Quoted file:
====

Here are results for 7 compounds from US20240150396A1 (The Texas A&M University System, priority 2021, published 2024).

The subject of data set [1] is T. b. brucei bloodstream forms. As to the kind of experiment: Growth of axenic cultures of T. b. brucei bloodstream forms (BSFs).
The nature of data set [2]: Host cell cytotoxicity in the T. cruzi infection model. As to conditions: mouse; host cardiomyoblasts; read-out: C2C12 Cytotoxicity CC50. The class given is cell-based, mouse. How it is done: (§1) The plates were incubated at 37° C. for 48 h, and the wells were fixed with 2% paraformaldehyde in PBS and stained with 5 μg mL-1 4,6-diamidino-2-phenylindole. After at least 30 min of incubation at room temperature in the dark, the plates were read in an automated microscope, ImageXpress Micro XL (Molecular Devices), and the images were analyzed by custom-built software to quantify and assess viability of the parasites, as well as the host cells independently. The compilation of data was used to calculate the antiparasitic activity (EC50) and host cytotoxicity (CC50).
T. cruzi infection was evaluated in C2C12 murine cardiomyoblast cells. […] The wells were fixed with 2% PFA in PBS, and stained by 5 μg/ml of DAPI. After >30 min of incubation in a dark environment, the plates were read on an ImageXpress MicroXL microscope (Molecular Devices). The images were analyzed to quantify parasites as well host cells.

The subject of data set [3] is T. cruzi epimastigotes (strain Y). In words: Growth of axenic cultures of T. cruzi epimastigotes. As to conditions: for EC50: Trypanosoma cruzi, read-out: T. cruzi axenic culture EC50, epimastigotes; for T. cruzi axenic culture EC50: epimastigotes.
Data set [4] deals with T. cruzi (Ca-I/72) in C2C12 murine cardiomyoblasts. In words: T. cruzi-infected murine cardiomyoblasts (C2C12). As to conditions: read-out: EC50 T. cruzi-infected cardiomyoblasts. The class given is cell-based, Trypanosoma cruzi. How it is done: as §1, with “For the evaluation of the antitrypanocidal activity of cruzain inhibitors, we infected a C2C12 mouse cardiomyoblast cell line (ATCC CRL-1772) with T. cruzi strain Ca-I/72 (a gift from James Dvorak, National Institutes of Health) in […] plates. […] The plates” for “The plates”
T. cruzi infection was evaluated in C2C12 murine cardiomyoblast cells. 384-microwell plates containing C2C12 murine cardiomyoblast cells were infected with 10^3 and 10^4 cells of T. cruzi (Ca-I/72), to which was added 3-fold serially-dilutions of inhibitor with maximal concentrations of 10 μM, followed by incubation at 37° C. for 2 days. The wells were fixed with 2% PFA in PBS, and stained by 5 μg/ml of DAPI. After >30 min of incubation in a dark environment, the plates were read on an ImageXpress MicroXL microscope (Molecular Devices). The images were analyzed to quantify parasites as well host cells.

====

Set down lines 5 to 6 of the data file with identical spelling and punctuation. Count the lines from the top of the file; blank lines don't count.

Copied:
The subject of data set [3] is T. cruzi epimastigotes (strain Y). In words: Growth of axenic cultures of T. cruzi epimastigotes. As to conditions: for EC50: Trypanosoma cruzi, read-out: T. cruzi axenic culture EC50, epimastigotes; for T. cruzi axenic culture EC50: epimastigotes.
Data set [4] deals with T. cruzi (Ca-I/72) in C2C12 murine cardiomyoblasts. In words: T. cruzi-infected murine cardiomyoblasts (C2C12). As to conditions: read-out: EC50 T. cruzi-infected cardiomyoblasts. The class given is cell-based, Trypanosoma cruzi. How it is done: as §1, with “For the evaluation of the antitrypanocidal activity of cruzain inhibitors, we infected a C2C12 mouse cardiomyoblast cell line (ATCC CRL-1772) with T. cruzi strain Ca-I/72 (a gift from James Dvorak, National Institutes of Health) in […] plates. […] The plates” for “The plates”